A memoir is a series of moments.
In order to bring these moments to life,
it is necessary to create scenes that capture and communicate
the physical reality of the chosen moments.
- — Mark Matousek
The online memoir class I attended ended a few weeks ago. Thankfully though, the teacher listened to our pleas and have set up a check-in webinar.
I enrolled in the memoir class because the nagging book project has not materialized at all. A couple of years ago, I heard the call to write a book. I told our teacher that I was literally dragging myself to memoir class because honestly, things are good in my life now and I see no need nor purpose to write a book. If I could just silence this calling…
I was fortunate to have a very patient and astute teacher. Inspite of my reluctance, I am one of those who signed up for the check-in in early December. Which means that I have been trying to write the first drafts of a few life stories.
One of the reasons why I continue along this path is because of the clarity that I gained from seeing my life stories as a string of events that composed my life. I have been journaling daily since I was in high school. Journaling has helped me deal with the issues and blows that life sent my way, but attempting to weave the stories into one coherent whole was truly empowering.
My classmates in memoir class had powerful stories and mine paled in comparison. In memoir class I realized that I had quite a blessed life. Our family had its share of troubles – our parents separated when we were young, and our mother struggled to raise us. But for every blow, there seemed to be a basket of blessings. This made it hard for me to believe that my life stories would be worth reading…it seemed ho hum compared to those of my classmates’ stories, which reeked with drama, suspense, and turbulence that spurred determination, courage, and tenacity.
Our teacher continued to encourage me though. In his response to my submission for the last assignment, he wrote “As a seeker, healer, and writer, you have a great deal of wisdom and experience to share — in memoir or in other forms — and I trust that you’ll do exactly that. ”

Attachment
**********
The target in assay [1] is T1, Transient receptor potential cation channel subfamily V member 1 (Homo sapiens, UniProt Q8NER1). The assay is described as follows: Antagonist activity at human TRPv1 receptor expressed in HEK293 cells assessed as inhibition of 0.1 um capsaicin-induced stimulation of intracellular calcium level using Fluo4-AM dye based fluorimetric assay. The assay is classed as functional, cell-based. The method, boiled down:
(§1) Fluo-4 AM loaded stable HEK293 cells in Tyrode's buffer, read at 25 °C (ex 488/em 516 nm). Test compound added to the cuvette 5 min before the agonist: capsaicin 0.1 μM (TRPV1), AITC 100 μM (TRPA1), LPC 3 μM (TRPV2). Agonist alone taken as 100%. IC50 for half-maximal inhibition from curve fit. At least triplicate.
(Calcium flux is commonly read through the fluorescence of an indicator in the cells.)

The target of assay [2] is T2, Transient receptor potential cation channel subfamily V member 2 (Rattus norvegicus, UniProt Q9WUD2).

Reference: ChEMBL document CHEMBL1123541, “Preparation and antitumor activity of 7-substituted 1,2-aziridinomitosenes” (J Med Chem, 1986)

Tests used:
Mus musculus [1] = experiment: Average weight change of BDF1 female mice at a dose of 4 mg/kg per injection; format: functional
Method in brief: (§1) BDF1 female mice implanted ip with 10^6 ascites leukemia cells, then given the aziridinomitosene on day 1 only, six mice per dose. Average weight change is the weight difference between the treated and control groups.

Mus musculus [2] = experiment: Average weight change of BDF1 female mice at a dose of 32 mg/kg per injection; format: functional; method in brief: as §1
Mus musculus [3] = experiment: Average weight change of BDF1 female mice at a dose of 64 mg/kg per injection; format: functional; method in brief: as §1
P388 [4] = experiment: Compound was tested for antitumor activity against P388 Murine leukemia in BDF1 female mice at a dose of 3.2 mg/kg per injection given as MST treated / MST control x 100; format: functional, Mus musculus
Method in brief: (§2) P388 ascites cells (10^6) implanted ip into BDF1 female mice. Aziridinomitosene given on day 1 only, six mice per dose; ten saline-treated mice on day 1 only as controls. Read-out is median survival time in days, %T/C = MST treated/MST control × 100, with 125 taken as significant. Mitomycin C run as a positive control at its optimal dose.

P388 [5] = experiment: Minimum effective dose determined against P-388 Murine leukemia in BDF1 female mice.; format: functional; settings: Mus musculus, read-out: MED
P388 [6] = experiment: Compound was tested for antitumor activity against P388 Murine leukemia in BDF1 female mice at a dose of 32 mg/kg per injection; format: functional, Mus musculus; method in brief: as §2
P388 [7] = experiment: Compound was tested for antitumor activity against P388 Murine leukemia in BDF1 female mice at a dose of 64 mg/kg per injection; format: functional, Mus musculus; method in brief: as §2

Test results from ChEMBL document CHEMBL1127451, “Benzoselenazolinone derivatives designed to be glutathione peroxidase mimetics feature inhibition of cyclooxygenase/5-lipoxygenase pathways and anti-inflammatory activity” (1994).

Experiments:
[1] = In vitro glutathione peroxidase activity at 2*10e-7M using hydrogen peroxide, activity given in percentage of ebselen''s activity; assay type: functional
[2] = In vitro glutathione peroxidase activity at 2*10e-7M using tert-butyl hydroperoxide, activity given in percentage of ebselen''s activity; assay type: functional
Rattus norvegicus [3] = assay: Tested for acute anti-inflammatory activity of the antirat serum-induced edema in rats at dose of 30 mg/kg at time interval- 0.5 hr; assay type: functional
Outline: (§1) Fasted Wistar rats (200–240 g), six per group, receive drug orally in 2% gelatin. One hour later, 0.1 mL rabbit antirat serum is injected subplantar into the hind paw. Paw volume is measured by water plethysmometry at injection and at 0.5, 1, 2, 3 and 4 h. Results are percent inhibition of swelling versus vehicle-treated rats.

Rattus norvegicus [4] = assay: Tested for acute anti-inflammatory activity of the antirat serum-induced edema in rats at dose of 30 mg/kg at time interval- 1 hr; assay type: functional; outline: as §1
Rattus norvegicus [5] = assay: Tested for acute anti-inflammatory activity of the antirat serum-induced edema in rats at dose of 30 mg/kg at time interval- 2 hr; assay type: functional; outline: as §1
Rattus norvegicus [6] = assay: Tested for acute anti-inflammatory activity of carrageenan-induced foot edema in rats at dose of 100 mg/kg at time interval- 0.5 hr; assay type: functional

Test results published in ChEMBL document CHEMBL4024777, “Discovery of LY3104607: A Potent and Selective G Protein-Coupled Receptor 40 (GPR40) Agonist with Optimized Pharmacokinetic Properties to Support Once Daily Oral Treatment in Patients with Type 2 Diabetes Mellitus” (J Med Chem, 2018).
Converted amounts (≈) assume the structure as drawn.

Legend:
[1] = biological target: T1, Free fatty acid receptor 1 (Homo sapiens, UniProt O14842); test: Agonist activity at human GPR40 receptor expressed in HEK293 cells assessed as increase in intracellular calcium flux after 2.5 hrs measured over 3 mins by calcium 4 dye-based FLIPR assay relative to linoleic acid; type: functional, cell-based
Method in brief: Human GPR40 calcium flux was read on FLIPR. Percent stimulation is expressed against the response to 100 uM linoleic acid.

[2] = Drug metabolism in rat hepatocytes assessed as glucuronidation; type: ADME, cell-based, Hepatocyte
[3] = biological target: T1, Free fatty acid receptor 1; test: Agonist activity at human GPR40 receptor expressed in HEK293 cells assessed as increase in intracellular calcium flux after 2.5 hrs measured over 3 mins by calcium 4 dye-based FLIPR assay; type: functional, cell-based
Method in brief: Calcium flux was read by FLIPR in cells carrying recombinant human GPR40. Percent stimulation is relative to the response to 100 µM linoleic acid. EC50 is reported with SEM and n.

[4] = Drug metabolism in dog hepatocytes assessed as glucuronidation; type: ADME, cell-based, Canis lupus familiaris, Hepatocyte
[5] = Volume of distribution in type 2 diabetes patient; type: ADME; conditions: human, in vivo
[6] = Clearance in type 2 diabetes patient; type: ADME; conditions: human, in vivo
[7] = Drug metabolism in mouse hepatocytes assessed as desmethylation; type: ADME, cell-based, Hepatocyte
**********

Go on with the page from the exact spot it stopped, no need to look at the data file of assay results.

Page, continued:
Encouraging words indeed. That’s why we need teachers…they know how to push the right buttons to keep us writing.
The check-in webinar is a couple of weeks away, and I am still writing about my childhood, which I am now enjoying thoroughly. Maybe if I had learned how to journal in grade school, I wouldn’t have this much fun writing about the memories. As it is, recalling my childhood has been providing me with a resource of joy. I don’t know if this will amount to anything. For now, I am writing my life stories and enjoying the process. I will continue to seek guidance from our teacher. Whether or not this will amount to a good memoir or not, really doesn’t matter at this point. I am writing, and I am having fun. What more can a writer ask for?
In his book, Write Your Memoir, Dr. Allan G. Hunter writes, “What has become clear…is that writing about one’s life or better still, writing the story of one’s life, causes change at a deep level. So profound is this process that it seems to be best described as Soul Work, since it moves each writer into a different relationship to him or herself and to the past. If you take on this work, it will also alter your relationship to the world around you, which in turn provides an enhanced sense of what matters most in life.” He continues, “It’s a spiritual process, although it might not look like it when one watches a writer, day after day, at the desk.”
In real life, moments bleed into each other;
decisions begin as germs of feeling that evolve in subtle ways over time;
nothing is linear or strictly sequential.
Memoir is difficult for precisely this reason;
from shapeless life, we must carve out a shape;
from nebulous experience,
we’re called on to distill essential moments
that communicate the steps of our narrative.